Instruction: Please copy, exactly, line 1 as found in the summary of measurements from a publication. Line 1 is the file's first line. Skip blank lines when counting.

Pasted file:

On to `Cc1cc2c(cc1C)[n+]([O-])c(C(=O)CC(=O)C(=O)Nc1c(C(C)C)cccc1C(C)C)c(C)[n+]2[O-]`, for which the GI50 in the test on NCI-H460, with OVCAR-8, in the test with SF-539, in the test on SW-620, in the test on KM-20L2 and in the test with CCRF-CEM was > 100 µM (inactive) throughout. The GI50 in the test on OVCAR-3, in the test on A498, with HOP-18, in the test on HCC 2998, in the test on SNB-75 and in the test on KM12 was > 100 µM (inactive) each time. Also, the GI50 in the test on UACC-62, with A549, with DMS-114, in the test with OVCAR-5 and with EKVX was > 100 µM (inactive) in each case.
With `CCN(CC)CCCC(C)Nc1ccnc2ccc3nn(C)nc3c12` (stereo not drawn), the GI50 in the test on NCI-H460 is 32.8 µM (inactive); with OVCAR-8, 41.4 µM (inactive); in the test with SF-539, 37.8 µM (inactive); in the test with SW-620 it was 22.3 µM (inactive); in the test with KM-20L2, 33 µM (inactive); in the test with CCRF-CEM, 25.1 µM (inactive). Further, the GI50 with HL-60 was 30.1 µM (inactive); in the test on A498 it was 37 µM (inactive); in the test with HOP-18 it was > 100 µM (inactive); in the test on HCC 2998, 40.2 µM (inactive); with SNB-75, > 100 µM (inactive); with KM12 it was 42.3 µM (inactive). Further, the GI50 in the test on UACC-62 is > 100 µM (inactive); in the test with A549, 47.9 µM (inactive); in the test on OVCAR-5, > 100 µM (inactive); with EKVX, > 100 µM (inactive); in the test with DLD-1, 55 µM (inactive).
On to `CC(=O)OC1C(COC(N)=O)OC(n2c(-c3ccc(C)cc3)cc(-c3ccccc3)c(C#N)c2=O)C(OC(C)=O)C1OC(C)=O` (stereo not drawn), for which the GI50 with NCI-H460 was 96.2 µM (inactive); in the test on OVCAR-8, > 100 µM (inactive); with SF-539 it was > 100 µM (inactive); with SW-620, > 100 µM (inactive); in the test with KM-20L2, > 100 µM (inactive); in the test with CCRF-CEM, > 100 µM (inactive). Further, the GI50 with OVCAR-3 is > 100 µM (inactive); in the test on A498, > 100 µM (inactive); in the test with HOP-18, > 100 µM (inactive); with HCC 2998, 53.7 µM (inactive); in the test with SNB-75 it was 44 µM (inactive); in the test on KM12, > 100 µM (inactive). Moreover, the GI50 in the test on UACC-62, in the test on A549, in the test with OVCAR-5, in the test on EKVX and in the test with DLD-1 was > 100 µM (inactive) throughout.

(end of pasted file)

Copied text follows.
On to `Cc1cc2c(cc1C)[n+]([O-])c(C(=O)CC(=O)C(=O)Nc1c(C(C)C)cccc1C(C)C)c(C)[n+]2[O-]`, for which the GI50 in the test on NCI-H460, with OVCAR-8, in the test with SF-539, in the test on SW-620, in the test on KM-20L2 and in the test with CCRF-CEM was > 100 µM (inactive) throughout. The GI50 in the test on OVCAR-3, in the test on A498, with HOP-18, in the test on HCC 2998, in the test on SNB-75 and in the test on KM12 was > 100 µM (inactive) each time. Also, the GI50 in the test on UACC-62, with A549, with DMS-114, in the test with OVCAR-5 and with EKVX was > 100 µM (inactive) in each case.